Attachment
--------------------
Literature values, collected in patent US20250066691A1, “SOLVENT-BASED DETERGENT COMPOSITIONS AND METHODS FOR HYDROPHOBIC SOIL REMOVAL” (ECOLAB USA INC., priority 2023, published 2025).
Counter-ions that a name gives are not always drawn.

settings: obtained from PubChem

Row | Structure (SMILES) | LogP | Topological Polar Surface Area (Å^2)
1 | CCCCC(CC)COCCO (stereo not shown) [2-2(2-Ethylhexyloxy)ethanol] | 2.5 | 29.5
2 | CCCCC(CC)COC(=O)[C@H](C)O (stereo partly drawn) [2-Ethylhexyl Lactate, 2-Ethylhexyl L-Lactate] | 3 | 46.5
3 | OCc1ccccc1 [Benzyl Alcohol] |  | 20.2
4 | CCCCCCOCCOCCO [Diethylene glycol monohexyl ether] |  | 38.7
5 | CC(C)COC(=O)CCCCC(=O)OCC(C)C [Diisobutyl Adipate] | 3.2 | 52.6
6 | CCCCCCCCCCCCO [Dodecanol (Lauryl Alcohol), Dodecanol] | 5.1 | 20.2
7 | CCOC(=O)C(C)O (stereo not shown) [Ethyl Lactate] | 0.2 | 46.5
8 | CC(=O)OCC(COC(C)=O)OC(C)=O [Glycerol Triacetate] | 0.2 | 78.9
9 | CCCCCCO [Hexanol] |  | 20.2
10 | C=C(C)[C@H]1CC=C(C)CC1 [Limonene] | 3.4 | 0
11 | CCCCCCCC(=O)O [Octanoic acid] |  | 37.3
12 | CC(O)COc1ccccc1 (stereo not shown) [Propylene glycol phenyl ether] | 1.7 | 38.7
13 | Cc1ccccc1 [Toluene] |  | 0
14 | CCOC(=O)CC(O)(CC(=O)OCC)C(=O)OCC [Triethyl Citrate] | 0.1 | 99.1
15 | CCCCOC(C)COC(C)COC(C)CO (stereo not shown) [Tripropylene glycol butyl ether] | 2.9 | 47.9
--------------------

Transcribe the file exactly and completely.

Literature values, collected in patent US20250066691A1, “SOLVENT-BASED DETERGENT COMPOSITIONS AND METHODS FOR HYDROPHOBIC SOIL REMOVAL” (ECOLAB USA INC., priority 2023, published 2025).
Counter-ions that a name gives are not always drawn.

settings: obtained from PubChem

Row | Structure (SMILES) | LogP | Topological Polar Surface Area (Å^2)
1 | CCCCC(CC)COCCO (stereo not shown) [2-2(2-Ethylhexyloxy)ethanol] | 2.5 | 29.5
2 | CCCCC(CC)COC(=O)[C@H](C)O (stereo partly drawn) [2-Ethylhexyl Lactate, 2-Ethylhexyl L-Lactate] | 3 | 46.5
3 | OCc1ccccc1 [Benzyl Alcohol] |  | 20.2
4 | CCCCCCOCCOCCO [Diethylene glycol monohexyl ether] |  | 38.7
5 | CC(C)COC(=O)CCCCC(=O)OCC(C)C [Diisobutyl Adipate] | 3.2 | 52.6
6 | CCCCCCCCCCCCO [Dodecanol (Lauryl Alcohol), Dodecanol] | 5.1 | 20.2
7 | CCOC(=O)C(C)O (stereo not shown) [Ethyl Lactate] | 0.2 | 46.5
8 | CC(=O)OCC(COC(C)=O)OC(C)=O [Glycerol Triacetate] | 0.2 | 78.9
9 | CCCCCCO [Hexanol] |  | 20.2
10 | C=C(C)[C@H]1CC=C(C)CC1 [Limonene] | 3.4 | 0
11 | CCCCCCCC(=O)O [Octanoic acid] |  | 37.3
12 | CC(O)COc1ccccc1 (stereo not shown) [Propylene glycol phenyl ether] | 1.7 | 38.7
13 | Cc1ccccc1 [Toluene] |  | 0
14 | CCOC(=O)CC(O)(CC(=O)OCC)C(=O)OCC [Triethyl Citrate] | 0.1 | 99.1
15 | CCCCOC(C)COC(C)COC(C)CO (stereo not shown) [Tripropylene glycol butyl ether] | 2.9 | 47.9